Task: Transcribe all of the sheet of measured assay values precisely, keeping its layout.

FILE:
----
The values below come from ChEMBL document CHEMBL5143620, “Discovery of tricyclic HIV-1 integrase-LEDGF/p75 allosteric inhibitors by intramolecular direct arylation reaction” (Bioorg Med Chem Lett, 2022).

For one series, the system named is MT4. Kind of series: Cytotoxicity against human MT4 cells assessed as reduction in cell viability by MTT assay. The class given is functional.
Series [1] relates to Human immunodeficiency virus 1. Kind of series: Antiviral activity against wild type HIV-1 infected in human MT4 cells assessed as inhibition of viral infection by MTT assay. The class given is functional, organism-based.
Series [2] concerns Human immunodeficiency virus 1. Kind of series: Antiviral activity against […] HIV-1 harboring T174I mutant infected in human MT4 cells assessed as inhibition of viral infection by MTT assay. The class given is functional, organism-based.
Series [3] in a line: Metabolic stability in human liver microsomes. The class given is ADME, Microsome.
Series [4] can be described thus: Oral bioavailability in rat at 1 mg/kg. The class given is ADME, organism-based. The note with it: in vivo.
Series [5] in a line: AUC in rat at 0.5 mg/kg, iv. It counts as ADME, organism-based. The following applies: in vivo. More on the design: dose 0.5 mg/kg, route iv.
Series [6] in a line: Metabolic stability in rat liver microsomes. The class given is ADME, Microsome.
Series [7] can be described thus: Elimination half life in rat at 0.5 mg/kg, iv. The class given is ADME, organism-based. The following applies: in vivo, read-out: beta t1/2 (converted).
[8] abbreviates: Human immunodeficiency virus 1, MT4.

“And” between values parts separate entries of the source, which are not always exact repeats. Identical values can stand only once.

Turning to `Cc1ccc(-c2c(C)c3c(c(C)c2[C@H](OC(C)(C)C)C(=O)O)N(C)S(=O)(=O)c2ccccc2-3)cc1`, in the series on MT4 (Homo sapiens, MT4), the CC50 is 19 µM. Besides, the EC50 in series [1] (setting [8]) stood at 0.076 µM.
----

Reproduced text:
The values below come from ChEMBL document CHEMBL5143620, “Discovery of tricyclic HIV-1 integrase-LEDGF/p75 allosteric inhibitors by intramolecular direct arylation reaction” (Bioorg Med Chem Lett, 2022).

For one series, the system named is MT4. Kind of series: Cytotoxicity against human MT4 cells assessed as reduction in cell viability by MTT assay. The class given is functional.
Series [1] relates to Human immunodeficiency virus 1. Kind of series: Antiviral activity against wild type HIV-1 infected in human MT4 cells assessed as inhibition of viral infection by MTT assay. The class given is functional, organism-based.
Series [2] concerns Human immunodeficiency virus 1. Kind of series: Antiviral activity against […] HIV-1 harboring T174I mutant infected in human MT4 cells assessed as inhibition of viral infection by MTT assay. The class given is functional, organism-based.
Series [3] in a line: Metabolic stability in human liver microsomes. The class given is ADME, Microsome.
Series [4] can be described thus: Oral bioavailability in rat at 1 mg/kg. The class given is ADME, organism-based. The note with it: in vivo.
Series [5] in a line: AUC in rat at 0.5 mg/kg, iv. It counts as ADME, organism-based. The following applies: in vivo. More on the design: dose 0.5 mg/kg, route iv.
Series [6] in a line: Metabolic stability in rat liver microsomes. The class given is ADME, Microsome.
Series [7] can be described thus: Elimination half life in rat at 0.5 mg/kg, iv. The class given is ADME, organism-based. The following applies: in vivo, read-out: beta t1/2 (converted).
[8] abbreviates: Human immunodeficiency virus 1, MT4.

“And” between values parts separate entries of the source, which are not always exact repeats. Identical values can stand only once.

Turning to `Cc1ccc(-c2c(C)c3c(c(C)c2[C@H](OC(C)(C)C)C(=O)O)N(C)S(=O)(=O)c2ccccc2-3)cc1`, in the series on MT4 (Homo sapiens, MT4), the CC50 is 19 µM. Besides, the EC50 in series [1] (setting [8]) stood at 0.076 µM.